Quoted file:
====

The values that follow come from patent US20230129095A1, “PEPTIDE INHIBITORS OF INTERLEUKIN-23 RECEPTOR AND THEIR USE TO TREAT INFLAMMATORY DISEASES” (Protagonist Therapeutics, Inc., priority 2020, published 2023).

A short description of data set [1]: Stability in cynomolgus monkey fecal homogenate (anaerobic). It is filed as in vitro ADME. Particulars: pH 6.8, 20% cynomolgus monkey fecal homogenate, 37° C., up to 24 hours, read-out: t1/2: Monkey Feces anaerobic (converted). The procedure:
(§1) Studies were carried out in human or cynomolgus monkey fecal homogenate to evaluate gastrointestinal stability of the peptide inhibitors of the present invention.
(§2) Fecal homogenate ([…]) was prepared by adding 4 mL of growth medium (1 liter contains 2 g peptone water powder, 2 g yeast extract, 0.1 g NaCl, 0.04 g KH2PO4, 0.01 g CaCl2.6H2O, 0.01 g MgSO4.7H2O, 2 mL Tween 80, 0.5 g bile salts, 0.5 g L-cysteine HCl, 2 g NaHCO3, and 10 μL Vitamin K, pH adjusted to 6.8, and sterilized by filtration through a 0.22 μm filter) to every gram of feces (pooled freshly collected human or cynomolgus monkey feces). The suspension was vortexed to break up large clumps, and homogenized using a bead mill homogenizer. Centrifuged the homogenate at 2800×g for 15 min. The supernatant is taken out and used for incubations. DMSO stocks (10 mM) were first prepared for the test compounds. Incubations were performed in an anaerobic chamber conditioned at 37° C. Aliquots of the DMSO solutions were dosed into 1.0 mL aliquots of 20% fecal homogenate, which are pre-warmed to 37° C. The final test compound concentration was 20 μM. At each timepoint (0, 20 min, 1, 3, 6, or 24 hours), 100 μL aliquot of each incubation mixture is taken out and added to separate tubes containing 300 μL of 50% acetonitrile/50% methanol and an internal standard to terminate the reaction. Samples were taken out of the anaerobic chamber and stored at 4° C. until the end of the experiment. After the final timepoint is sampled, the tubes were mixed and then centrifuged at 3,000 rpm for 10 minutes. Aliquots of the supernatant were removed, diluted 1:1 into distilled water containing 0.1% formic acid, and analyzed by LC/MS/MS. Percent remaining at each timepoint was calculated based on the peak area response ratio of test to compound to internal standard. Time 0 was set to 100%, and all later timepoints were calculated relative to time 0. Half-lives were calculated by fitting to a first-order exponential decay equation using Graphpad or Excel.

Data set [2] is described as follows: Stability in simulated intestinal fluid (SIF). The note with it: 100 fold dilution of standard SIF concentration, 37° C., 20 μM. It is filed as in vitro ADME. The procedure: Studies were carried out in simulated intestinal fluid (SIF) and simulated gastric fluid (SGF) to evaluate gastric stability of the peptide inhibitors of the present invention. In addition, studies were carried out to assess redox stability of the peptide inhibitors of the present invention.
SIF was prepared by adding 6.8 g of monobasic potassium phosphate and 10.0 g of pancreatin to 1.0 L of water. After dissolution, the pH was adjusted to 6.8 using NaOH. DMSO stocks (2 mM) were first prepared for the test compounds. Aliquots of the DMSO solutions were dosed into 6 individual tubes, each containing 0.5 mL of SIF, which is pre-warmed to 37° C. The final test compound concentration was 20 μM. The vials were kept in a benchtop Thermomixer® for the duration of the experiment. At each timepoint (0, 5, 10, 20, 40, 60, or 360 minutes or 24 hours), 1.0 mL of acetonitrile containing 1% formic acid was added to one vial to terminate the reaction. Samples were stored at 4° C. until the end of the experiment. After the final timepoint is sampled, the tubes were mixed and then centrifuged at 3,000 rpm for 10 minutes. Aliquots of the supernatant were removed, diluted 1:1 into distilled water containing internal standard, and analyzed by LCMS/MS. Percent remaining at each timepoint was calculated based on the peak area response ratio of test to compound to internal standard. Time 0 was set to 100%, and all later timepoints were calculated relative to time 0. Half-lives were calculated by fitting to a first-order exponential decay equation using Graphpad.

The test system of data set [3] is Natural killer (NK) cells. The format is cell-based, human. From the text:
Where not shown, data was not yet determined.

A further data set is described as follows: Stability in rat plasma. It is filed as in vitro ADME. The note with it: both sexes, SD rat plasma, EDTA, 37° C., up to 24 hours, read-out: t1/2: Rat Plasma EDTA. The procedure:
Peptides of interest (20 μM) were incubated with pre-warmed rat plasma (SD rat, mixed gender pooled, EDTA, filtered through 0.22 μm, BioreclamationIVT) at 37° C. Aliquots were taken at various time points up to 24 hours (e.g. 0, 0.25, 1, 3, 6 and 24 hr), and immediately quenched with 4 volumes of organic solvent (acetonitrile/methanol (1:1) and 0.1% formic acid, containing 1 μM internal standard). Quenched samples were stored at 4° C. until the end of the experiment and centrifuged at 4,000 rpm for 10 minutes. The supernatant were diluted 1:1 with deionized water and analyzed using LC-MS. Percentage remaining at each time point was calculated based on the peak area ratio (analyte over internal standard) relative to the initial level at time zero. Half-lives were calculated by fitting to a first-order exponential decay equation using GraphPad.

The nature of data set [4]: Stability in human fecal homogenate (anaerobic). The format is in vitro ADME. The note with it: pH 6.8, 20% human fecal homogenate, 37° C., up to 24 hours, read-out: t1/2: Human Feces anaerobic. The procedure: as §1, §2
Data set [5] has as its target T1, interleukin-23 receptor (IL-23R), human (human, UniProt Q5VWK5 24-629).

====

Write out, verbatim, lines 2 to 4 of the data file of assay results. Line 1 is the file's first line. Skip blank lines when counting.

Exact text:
A short description of data set [1]: Stability in cynomolgus monkey fecal homogenate (anaerobic). It is filed as in vitro ADME. Particulars: pH 6.8, 20% cynomolgus monkey fecal homogenate, 37° C., up to 24 hours, read-out: t1/2: Monkey Feces anaerobic (converted). The procedure:
(§1) Studies were carried out in human or cynomolgus monkey fecal homogenate to evaluate gastrointestinal stability of the peptide inhibitors of the present invention.
(§2) Fecal homogenate ([…]) was prepared by adding 4 mL of growth medium (1 liter contains 2 g peptone water powder, 2 g yeast extract, 0.1 g NaCl, 0.04 g KH2PO4, 0.01 g CaCl2.6H2O, 0.01 g MgSO4.7H2O, 2 mL Tween 80, 0.5 g bile salts, 0.5 g L-cysteine HCl, 2 g NaHCO3, and 10 μL Vitamin K, pH adjusted to 6.8, and sterilized by filtration through a 0.22 μm filter) to every gram of feces (pooled freshly collected human or cynomolgus monkey feces). The suspension was vortexed to break up large clumps, and homogenized using a bead mill homogenizer. Centrifuged the homogenate at 2800×g for 15 min. The supernatant is taken out and used for incubations. DMSO stocks (10 mM) were first prepared for the test compounds. Incubations were performed in an anaerobic chamber conditioned at 37° C. Aliquots of the DMSO solutions were dosed into 1.0 mL aliquots of 20% fecal homogenate, which are pre-warmed to 37° C. The final test compound concentration was 20 μM. At each timepoint (0, 20 min, 1, 3, 6, or 24 hours), 100 μL aliquot of each incubation mixture is taken out and added to separate tubes containing 300 μL of 50% acetonitrile/50% methanol and an internal standard to terminate the reaction. Samples were taken out of the anaerobic chamber and stored at 4° C. until the end of the experiment. After the final timepoint is sampled, the tubes were mixed and then centrifuged at 3,000 rpm for 10 minutes. Aliquots of the supernatant were removed, diluted 1:1 into distilled water containing 0.1% formic acid, and analyzed by LC/MS/MS. Percent remaining at each timepoint was calculated based on the peak area response ratio of test to compound to internal standard. Time 0 was set to 100%, and all later timepoints were calculated relative to time 0. Half-lives were calculated by fitting to a first-order exponential decay equation using Graphpad or Excel.